And so we come to William himself. Many reviews I’ve read see him as a wonderful character and inspiring father. I’m afraid I disagreed. He is a spectacular character, and further evidence that Young can create strikingly original people – but I do not see him as unflawed at all. William considers himself so wise and so subtle in his responses to events – but he is as guilty as any of considering his subjective views to be objectively the only reasonable ones. He is also incredibly manipulative of his children, always seeming (to me) far more concerned with being able to second-guess their thoughts than with their happiness. Kate is spot on in analysing her husband here: “Yes, you are very sympathetic,” she said slowly, “when I do as you please.”

But – the mark of a great novel is that the characters are this complex and this open to debate. And that is the conclusion I hope is obvious throughout this winding review: William is a great novel. It is subtle, human, beautifully and intelligently written, and compelling. If, like William himself, it is not without its flaws, that is a small quibble in the face of its many qualities. For it is a truth universally acknowledged that a single reader, in possession of a good taste, must be in want of a book.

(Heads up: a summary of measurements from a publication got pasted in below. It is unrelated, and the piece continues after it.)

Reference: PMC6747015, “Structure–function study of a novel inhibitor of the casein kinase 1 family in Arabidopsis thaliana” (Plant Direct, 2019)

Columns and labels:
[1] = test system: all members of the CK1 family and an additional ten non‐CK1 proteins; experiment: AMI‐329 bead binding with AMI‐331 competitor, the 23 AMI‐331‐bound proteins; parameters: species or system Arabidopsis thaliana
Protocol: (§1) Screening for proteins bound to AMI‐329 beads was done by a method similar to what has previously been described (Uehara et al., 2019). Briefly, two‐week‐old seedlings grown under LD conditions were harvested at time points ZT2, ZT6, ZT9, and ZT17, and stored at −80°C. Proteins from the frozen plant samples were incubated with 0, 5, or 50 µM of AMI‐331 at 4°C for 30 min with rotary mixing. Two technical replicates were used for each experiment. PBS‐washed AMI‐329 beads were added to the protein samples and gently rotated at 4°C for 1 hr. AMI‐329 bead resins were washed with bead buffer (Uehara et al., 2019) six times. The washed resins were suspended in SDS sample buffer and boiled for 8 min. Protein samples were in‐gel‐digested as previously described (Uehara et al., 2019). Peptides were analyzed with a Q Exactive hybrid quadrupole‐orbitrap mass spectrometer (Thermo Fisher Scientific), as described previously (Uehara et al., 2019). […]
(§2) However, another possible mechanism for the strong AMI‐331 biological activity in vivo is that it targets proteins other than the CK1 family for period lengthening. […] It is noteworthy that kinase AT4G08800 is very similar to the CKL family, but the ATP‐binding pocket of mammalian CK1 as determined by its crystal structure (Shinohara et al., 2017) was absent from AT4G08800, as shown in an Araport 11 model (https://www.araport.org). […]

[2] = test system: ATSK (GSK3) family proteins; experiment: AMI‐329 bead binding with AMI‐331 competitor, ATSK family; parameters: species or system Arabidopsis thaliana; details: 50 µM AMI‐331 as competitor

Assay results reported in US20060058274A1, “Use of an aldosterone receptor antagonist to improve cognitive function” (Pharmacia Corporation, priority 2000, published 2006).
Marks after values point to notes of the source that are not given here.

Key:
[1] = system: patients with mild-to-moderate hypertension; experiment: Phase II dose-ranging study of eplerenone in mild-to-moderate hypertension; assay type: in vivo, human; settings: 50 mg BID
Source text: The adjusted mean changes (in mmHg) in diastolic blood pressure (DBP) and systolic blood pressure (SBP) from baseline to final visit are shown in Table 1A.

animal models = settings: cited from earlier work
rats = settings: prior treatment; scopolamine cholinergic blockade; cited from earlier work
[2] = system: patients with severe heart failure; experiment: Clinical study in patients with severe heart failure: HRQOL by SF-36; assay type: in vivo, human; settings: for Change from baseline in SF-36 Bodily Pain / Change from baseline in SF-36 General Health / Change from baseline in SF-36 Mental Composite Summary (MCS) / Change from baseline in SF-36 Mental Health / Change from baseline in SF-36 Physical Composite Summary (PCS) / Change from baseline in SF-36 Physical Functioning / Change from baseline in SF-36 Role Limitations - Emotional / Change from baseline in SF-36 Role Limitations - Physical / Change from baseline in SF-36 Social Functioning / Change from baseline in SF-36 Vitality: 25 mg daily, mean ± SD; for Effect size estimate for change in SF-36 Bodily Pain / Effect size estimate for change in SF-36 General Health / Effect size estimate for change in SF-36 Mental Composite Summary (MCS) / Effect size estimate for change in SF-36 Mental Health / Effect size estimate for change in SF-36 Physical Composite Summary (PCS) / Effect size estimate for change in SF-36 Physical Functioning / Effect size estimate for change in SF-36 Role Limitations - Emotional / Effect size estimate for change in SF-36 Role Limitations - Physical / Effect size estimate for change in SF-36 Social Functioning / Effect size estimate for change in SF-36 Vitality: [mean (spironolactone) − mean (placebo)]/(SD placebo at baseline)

I hope you can join in this readalong – let me know if you’ve reviewed it, and I’ll add your link to this list. And do remember to join in the discussion over at Darlene’s!

Other (great!) reviews:

Roses Over A Cottage Door (Darlene) – also discussion in the comments

Harriet Devine’s Blog
I Prefer Reading (Lyn)
A Penguin A Week (Karyn)
Life Must Be Filled Up
Verity’s Virago Venture

Miss Mole

It is nice to have someone in my book group who has very similar reading tastes to me. It means I needn’t harp on about my choices all the time, I can sit back and let Miss Mole (1930) by EH Young be selected, without even having to suggest it myself. Thanks Ruth! This was my first EH Young (of the three or four which have found their way to my bookshelves) but it definitely won’t be my last. AND Miss Mole won the James Tait Black Award, which is generally a better guide for good books than any of the other major book awards.

Miss Mole is a fairly mischievous forty-something who seeks work as a housekeeper. She embarrasses her cousin Lilla, who is from the ‘better’ side of the family, into finding her a position with a nonconformist minister Robert Corder, his daughters Ethel and Ruth, and their cousin Wilfred. Miss Mole’s defence against the potential boredom of her life is concealing her lively and humorous character behind a facade of the dutiful, unintelligent housekeeper which is expected of her.